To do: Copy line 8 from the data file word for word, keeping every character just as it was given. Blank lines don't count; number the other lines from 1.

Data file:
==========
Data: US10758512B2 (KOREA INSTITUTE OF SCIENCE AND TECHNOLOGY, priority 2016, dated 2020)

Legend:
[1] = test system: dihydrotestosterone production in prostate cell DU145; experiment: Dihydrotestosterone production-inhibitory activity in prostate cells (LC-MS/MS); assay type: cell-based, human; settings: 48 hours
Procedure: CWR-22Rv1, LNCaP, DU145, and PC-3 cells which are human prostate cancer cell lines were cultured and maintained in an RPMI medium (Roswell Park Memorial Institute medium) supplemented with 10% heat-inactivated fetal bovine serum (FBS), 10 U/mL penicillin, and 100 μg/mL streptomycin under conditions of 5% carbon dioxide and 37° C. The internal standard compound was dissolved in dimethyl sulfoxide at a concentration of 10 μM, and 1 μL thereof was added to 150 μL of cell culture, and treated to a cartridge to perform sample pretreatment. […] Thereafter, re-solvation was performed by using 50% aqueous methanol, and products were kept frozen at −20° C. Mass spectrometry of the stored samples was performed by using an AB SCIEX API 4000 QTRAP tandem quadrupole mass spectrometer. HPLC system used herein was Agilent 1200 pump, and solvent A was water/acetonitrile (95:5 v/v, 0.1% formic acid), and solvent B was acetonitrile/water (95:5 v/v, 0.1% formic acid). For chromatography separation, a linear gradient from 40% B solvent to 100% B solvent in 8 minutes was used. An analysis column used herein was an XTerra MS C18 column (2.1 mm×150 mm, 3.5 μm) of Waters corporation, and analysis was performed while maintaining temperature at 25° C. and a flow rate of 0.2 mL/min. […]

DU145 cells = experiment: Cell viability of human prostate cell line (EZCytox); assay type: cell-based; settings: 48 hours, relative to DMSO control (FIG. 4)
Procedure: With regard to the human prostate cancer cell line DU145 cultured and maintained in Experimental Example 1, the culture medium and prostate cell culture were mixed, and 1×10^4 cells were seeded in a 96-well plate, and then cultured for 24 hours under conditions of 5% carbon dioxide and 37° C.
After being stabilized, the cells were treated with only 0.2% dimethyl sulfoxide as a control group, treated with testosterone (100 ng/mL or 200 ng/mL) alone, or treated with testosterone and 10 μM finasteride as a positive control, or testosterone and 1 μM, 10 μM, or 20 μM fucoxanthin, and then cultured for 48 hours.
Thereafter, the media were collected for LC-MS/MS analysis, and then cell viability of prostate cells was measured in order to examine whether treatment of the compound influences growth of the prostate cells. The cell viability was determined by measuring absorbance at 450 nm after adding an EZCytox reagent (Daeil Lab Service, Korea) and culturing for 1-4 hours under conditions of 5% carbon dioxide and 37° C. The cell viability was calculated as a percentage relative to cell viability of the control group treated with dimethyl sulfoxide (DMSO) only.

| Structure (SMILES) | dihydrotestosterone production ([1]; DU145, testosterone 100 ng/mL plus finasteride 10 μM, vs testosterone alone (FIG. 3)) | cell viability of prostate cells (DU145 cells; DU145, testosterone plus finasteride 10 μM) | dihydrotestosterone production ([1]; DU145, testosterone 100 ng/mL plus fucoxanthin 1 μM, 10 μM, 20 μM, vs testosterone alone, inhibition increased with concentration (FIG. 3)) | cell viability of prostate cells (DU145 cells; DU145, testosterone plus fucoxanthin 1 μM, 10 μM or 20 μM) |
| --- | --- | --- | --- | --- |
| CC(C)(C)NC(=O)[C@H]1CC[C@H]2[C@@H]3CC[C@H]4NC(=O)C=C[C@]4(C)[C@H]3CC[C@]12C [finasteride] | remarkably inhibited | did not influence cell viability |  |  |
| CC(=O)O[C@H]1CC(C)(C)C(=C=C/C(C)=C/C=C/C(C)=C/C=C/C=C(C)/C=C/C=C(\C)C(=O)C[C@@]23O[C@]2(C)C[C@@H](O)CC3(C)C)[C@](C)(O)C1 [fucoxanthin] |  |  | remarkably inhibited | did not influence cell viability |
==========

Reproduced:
Thereafter, the media were collected for LC-MS/MS analysis, and then cell viability of prostate cells was measured in order to examine whether treatment of the compound influences growth of the prostate cells. The cell viability was determined by measuring absorbance at 450 nm after adding an EZCytox reagent (Daeil Lab Service, Korea) and culturing for 1-4 hours under conditions of 5% carbon dioxide and 37° C. The cell viability was calculated as a percentage relative to cell viability of the control group treated with dimethyl sulfoxide (DMSO) only.